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Pierre-Auguste Renoir | Luncheon of the Boating Party, 1881

Luncheon of the Boating Party by Pierre-Auguste Renoir remains the best known and most popular work of art at The Phillips Collection, just as Duncan Phillips imagined it would be when he bought it in 1923.
The painting captures an idyllic atmosphere as Renoir's friends share food, wine, and conversation on a balcony overlooking the Seine at the Maison Fournaise restaurant in Chatou. Parisians flocked to the Maison Fournaise to rent rowing skiffs, eat a good meal, or stay the night.
The painting also reflects the changing character of French society in the mid- to late 19th century. The restaurant welcomed customers of many classes, including businessmen, society women, artists, actresses, writers, critics, seamstresses, and shop girls. This diverse group embodied a new, modern Parisian society.

Artist: Pierre-Auguste Renoir
Year: 1880-1881
Medium: Oil on canvas
Dimensions: 129.9 cm × 172.7 cm (51 in × 68 in)
Location: The Phillips Collection, Washington, DC, Acquired 1923

Renoir seems to have composed this complicated scene without advance studies or underdrawing. He spent months making numerous changes to the canvas, painting the individual figures when his models were available, and adding the striped awning along the top edge. Nonetheless, Renoir retained the freshness of his vision, even as he revised, rearranged, and crafted an exquisite work of art.
Luncheon of the Boating Party includes youthful, idealized portraits of Renoir's friends and colleagues as they relax at the Maison Fournaise restaurant. Wearing a top hat, the amateur art historian, collector, and editor Charles Ephrussi speaks with a younger man in a more casual brown coat and cap.
He may be Ephrussi's personal secretary, Jules Laforgue, a poet and critic.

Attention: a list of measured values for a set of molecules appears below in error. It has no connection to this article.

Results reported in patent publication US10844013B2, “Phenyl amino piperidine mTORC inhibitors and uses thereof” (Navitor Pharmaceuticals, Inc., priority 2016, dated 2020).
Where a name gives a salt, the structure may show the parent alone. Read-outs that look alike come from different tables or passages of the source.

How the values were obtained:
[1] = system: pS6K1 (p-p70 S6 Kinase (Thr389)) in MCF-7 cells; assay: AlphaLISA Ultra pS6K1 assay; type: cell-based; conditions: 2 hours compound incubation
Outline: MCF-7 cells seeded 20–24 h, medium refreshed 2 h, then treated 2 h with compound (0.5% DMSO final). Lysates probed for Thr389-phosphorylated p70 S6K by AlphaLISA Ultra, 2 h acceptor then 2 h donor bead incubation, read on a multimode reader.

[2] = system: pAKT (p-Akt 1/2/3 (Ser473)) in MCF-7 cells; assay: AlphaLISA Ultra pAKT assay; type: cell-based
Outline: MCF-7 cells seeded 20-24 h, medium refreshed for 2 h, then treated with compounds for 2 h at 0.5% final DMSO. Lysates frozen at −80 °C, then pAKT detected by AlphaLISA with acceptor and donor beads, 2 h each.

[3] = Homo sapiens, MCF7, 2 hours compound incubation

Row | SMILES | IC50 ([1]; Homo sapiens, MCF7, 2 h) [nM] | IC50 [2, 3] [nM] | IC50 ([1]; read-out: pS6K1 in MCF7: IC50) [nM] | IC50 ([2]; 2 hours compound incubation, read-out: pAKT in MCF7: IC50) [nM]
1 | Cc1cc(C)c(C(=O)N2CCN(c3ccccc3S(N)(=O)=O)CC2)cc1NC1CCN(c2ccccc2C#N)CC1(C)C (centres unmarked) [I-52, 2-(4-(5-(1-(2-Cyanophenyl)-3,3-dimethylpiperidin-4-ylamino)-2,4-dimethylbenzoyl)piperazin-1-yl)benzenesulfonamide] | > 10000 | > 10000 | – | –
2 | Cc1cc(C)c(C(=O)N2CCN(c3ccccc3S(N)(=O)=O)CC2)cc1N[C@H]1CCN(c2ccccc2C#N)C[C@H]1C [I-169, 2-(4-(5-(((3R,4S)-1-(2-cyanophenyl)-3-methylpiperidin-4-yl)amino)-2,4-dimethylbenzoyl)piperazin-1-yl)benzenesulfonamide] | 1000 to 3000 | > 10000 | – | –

At center, the actress Ellen Andrée drinks from a glass. Across from her in a brown bowler hat is Baron Raoul Barbier, a bon vivant and former mayor of colonial Saigon. He is turned toward the smiling woman at the railing, thought to be Alphonsine Fournaise, the proprietor's daughter.
She and her brother, Alphonse Fournaise, Jr., who handled the boat rentals, wear straw boaters. They are placed within, but at the edge of, the party. At the upper right, the artist Paul Lhote and the bureaucrat Eugène Pierre Lestringuez seem to be flirting with actress Jeanne Samary.
In the foreground, Renoir included a youthful portrait of his fellow artist, close friend, and wealthy patron, Gustave Caillebotte, who sits backwards in his chair and is grouped with the actress Angèle and the Italian journalist Maggiolo.
Caillebotte, an avid boatman and sailor, wears a white boater's shirt and flat-topped boater. He gazes at a young woman cooing at her dog. She is Aline Charigot, a seamstress Renoir had recently met and would later marry. | © The Phillips Collection.

La colazione dei canottieri /Le déjeuner des canotiers, è un dipinto a olio su tela (129,5 x 172,5 cm) realizzato tra il 1880-1881 dal pittore Francese Pierre-Auguste Renoir. Fa parte della Phillips Collection di Washington.
Il dipinto rappresenta un pranzo al ristorante La Fournaise a Chatou, un villaggio sulla Senna, frequentato abitualmente dai canottieri.
La scena è ambientata nella veranda del locale, dove quattordici personaggi, tutti amici del pittore (tra cui la futura moglie, Aline Charigot, la donna con il cane), discorrono amabilmente fra loro dopo aver mangiato assieme.
L'attenzione dell'artista si concentra molto sui colori, che formano i volumi e la prospettiva tramite la giustapposizione di toni caldi e freddi, chiari e scuri, primari e complementari.
Gli avanzi del pasto sul tavolo appaiono come una complessa natura morta: Renoir si prese la libertà di dipingere frutta tipicamente autunnale che contrasta con il periodo estivo in cui è ambientata la scena.
La composizione è studiata: Renoir inserisce le figure nello spazio della terrazza, chiusa da una balaustra e da esili strutture di ferro che sorreggono una tenda; la tavola scandisce il taglio diagonale dell'immagine e conferisce profondità. Benché non vi siano contorni, le figure emergono chiare e distinte, acquistano una solidità e una determinatezza più classica. Il motivo della balaustra che divide i personaggi dalla vegetazione è ricorrente nelle opere ambientate a Chatou che Renoir esegue in questi anni. | © Wikipedia